Iran’s President Raisi in Pakistan to mend ties after January strikes

Iran’s Ebrahim Raisi and Pakistan’s Shehbaz Sharif had a ‘vibrant discussion’ on advancing bilateral relations, the Pakistani premier’s office said.

Iranian President Ebrahim Raisi held talks with Pakistani leader Shehbaz Sharif in Islamabad on Monday, in what experts said was a “significant” visit aimed at mending ties after the neighbours traded deadly cross-border strikes earlier this year.

Prime Minister Sharif’s office said the pair had a “vibrant discussion” on advancing bilateral relations – specifically in trade and communication – and also “agreed on the necessity for joint efforts by both countries to combat terrorism”.

Pakistan’s foreign ministry also released photos of top diplomat Ishaq Dar meeting with Raisi, saying in a statement that the pair “discussed regional and global developments and affirmed commitment to peace and constructive dialogue”.

Before leaving Tehran, Raisi had said the “discussions with the government of Pakistan will be on the border issues between the two countries”.

The three-day visit follows tit-for-tat missile strikes in January in the region of Balochistan, which straddles the two nations’ porous border.

Tehran carried out the first strikes against an anti-Iran group inside Pakistan, with Islamabad retaliating by hitting “militant targets” inside Iran.

Both nations have previously accused each other of harbouring militants in the border region.

Raisi’s visit is an “opportunity to put the relationship back on track and to repair the damage that was done” in January, said Maleeha Lodhi, a former Pakistani diplomat and foreign affairs analyst.

“A key challenge is border management, as there are militants on both sides of the Pakistan-Iran border, so the visit may yield some agreement on this,” Lodhi said.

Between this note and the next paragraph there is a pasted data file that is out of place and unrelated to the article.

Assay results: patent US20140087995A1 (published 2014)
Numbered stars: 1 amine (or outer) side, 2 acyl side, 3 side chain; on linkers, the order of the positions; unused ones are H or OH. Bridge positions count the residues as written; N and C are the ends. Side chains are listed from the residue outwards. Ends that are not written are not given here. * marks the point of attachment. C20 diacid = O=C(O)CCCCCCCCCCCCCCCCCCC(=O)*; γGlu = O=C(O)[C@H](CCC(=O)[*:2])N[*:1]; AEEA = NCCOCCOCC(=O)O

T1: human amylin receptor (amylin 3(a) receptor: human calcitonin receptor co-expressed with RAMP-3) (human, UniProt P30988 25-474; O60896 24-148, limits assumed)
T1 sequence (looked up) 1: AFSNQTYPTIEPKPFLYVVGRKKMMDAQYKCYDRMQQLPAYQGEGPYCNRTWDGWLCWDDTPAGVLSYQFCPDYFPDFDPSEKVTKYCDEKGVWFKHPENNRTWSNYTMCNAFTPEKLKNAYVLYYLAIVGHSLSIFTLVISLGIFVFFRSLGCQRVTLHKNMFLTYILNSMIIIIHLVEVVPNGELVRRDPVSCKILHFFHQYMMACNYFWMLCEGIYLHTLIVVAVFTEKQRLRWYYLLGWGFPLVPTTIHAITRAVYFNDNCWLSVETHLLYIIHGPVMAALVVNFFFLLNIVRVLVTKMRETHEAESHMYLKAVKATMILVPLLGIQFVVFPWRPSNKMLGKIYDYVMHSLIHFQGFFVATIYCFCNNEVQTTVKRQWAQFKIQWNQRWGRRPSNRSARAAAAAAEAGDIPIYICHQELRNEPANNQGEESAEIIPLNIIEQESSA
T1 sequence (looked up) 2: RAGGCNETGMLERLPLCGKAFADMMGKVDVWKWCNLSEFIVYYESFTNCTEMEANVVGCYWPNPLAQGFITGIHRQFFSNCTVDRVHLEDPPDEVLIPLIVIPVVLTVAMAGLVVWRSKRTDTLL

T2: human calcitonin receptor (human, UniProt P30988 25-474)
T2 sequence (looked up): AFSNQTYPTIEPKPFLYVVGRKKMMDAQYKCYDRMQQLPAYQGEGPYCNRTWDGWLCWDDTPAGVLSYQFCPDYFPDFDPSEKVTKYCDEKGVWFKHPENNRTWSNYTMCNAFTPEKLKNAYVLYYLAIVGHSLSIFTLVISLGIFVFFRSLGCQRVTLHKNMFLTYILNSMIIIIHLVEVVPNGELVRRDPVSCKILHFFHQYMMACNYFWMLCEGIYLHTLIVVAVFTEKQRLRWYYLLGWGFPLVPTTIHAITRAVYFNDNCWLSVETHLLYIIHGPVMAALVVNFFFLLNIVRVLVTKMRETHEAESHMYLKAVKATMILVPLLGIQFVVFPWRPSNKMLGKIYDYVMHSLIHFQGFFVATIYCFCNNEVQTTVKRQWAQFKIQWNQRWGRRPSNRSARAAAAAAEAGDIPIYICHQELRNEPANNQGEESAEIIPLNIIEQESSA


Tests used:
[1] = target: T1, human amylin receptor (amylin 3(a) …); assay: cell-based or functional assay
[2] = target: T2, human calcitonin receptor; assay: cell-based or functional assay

A visit to Islamabad by Tehran’s foreign minister in late January led to the two sides pledging to improve dialogue and install liaison officers.

Raisi’s trip seeks to “diminish mistrust” between the neighbours, said security analyst Qamar Cheema.

“But the visit is also significant in commercial terms. We foresee forthcoming enhancements in border management and a transition towards more formalised trade practices, thereby mitigating informal trade and smuggling activities along the border region,” Cheema added.

Raisi has said the visit is also aimed at boosting overall trade between the countries, which currently stands at around $2.5 billion a year.

Pakistan is counting on a joint gas project with Iran to solve a long-running power crisis that has sapped its economic growth.

Tehran has constructed its portion of the 1,100-mile (1,800-kilometre) pipeline intended to connect its South Pars gas fields to Nawabshah in Pakistan, close to Karachi.

Pakistan’s caretaker government sanctioned a 50-mile (80-kilometre) pipeline section in February to prevent hefty penalties owed to Iran from prolonged project delays.

Washington has warned the pipeline could violate sanctions on Iran, and that Pakistan could face sanctions itself if the project goes forward.

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